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How to Identify Fire Ants

Ways to Differentiate Red Imported Fire Ants from Other Ants

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The red imported fire ant is reddish brown.

The red imported fire ant is reddish brown. Its abdomen is darker than the rest of its body. Its head is about the same width as its abdomen.

USDA APHIS PPQ Archive, USDA APHIS PPQ, Bugwood.org

Red imported fire ants defend their nests aggressively, and can sting repeatedly. Their venom causes a severe burning and itching sensation, and in rare cases, may trigger a life threatening allergic reaction. Red imported fire ants can put people and pets at risk for stings, and impact wildlife populations. If you've got fire ants, you may need to treat your property to eliminate them.

Before you rush out for some fire ant killer, though, you should be sure you've got fire ants. Ants play an important role in the ecosystem, and you don't want to kill the wrong kind.

To identify red imported fire ants, look at three things: their physical features, the ant nest, and the way the ants behave.

Differentiating Fire Ants from Other Ant Species

Look for the following traits to identify red imported fire ants:

  • Nodes. Fire ants, whether native or imported, have two nodes at the constricted "waist" between the thorax and abdomen.
  • Antennal clubs. The antennae of fire ants (genus Solenopsis) consist of 10 segments, with a two-segment club.
  • Small size. Red imported fire ant workers measure just 1.5 mm to 4 mm.
  • Size variation. Red imported fire ant workers vary in size according to caste.
  • Color. Red imported fire ants are reddish brown, and the abdomen is darker than the rest of the body
  • Standard proportion. The heads of red imported fire ants will never be wider than their abdomens in any worker caste.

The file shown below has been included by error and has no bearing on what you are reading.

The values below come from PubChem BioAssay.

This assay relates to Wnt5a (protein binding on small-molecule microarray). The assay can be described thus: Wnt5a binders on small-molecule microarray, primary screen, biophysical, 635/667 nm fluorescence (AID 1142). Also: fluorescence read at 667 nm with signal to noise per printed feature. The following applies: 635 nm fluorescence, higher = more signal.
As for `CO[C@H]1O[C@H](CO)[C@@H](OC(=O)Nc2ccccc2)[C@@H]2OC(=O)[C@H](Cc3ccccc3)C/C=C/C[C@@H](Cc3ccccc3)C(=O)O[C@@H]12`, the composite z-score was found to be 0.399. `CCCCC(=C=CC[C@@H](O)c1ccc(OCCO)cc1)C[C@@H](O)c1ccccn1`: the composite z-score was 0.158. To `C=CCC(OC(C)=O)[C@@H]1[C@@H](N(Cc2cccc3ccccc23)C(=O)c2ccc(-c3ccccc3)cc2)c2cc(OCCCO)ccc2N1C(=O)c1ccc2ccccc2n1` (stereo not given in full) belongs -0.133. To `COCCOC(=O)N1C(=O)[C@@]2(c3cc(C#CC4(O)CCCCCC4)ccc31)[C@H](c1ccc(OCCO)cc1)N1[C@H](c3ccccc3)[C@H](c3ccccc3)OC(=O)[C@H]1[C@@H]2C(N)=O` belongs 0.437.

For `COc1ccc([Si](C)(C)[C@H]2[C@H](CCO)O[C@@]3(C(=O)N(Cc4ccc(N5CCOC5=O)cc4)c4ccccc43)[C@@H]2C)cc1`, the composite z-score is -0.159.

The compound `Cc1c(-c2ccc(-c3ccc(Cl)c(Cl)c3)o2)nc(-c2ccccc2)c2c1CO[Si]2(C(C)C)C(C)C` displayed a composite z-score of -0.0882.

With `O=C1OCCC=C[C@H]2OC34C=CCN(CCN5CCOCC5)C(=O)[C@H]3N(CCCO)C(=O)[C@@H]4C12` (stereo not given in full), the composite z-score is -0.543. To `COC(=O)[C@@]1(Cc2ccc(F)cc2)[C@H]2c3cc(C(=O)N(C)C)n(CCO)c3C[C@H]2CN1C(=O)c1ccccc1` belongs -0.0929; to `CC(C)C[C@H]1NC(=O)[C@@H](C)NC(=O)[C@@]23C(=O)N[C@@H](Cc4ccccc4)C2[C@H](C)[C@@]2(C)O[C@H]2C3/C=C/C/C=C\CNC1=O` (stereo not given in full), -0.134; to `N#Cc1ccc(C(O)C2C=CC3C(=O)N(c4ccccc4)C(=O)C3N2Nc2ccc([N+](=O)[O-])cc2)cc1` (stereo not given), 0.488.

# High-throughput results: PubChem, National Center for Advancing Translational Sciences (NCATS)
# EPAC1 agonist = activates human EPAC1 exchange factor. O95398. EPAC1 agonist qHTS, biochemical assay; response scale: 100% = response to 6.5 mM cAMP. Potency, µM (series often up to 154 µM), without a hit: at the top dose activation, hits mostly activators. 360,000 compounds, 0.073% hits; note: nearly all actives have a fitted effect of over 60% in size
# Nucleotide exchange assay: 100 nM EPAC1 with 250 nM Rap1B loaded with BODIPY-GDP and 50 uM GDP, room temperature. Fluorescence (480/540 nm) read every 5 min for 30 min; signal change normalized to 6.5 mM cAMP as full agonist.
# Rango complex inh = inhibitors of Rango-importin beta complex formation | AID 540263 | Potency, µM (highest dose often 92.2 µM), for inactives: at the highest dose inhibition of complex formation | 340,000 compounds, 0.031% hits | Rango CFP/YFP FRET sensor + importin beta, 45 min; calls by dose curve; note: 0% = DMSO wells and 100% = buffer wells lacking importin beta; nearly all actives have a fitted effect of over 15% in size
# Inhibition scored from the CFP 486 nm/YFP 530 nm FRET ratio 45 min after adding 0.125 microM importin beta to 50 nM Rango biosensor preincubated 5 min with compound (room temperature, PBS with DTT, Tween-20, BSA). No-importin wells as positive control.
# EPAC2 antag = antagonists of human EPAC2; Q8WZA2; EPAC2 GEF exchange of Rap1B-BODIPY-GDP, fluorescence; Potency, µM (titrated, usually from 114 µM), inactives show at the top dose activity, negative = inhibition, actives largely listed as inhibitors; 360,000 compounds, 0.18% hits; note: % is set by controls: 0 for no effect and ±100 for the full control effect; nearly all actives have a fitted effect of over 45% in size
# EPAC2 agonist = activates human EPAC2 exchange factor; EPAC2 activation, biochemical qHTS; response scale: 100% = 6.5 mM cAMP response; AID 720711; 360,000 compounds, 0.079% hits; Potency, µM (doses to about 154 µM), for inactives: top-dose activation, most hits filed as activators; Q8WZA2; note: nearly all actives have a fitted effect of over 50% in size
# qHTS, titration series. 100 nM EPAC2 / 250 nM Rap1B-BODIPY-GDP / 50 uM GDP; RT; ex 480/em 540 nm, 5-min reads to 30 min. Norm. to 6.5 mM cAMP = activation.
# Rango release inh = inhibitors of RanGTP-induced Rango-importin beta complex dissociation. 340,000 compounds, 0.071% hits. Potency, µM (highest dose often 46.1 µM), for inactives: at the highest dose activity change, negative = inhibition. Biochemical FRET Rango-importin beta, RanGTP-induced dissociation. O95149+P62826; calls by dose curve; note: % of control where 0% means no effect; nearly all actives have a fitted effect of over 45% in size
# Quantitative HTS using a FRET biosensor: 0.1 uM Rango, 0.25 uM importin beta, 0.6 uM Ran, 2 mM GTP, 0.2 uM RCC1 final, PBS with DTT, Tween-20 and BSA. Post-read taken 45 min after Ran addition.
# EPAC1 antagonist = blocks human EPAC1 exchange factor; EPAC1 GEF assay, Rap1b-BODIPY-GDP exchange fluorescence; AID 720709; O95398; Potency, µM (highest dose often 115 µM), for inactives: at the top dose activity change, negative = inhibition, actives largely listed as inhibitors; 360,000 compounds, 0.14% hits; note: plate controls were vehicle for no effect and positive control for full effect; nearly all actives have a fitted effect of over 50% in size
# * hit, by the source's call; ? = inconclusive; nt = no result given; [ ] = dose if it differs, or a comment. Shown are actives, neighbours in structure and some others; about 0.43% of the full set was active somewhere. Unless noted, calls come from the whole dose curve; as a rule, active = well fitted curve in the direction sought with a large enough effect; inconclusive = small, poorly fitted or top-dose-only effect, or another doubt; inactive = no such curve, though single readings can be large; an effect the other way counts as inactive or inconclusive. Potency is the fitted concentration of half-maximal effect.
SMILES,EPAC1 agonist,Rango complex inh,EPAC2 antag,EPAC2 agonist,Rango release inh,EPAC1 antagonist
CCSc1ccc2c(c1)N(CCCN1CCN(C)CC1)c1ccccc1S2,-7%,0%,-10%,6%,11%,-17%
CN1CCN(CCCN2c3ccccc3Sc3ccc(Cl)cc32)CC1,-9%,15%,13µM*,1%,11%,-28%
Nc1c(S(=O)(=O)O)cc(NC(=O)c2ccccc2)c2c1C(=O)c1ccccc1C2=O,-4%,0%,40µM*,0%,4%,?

It can be difficult to differentiate red imported fire ants from native fire ant species. I recommend collecting several ants from a suspected fire ant colony and taking them to your local extension office for confirmation.

Identifying Red Imported Fire Ant Nests

Fire ants live underground, in tunnels and chambers which they construct. When conditions are right for breeding, they expand their nests above ground. Looking at the construction of these mounds can help you identify red imported fire ant nests.

  • Imported fire ant mounds tend to be constructed of loose, crumbly soil. They resemble the piles left behind by digging gophers.
  • Mounds usually appear in spring or fall, or after cool, wet weather when breeding conditions are best.
  • Unlike those of native ants, red imported fire ant mounds do not have an opening in the center. The ants enter the mound from tunnels below ground level.
  • Red imported fire ant mounds usually measure up to 18" in diameter, but will often be considerably smaller.
  • Fire ants build mounds in open, sunny locations.
  • When the mound is disturbed, white brood will be visible. The larvae and pupae may look like grains of white rice in the soil.

Fire Ant Behavior

Fire ants are the hotheads of the ant world. You may be able to identify fire ants by observing their behavior.

  • Fire ants defend their nests aggressively. Any disturbance of the nest will elicit a quick response, with dozens of fire ant workers storming from the nest to do battle.
  • Fire ants will typically climb vertical surfaces when disturbed. Look for fire ant workers on tall grasses or other surfaces around the mound.

Of course, one sure fire way to find out if they're fire ants or not is to get stung (not recommended)! Fire ant venom causes an intense burning sensation. Within 24-28 days, the sting sites will form white pustules. If you've been stung by fire ants, you'll know it.

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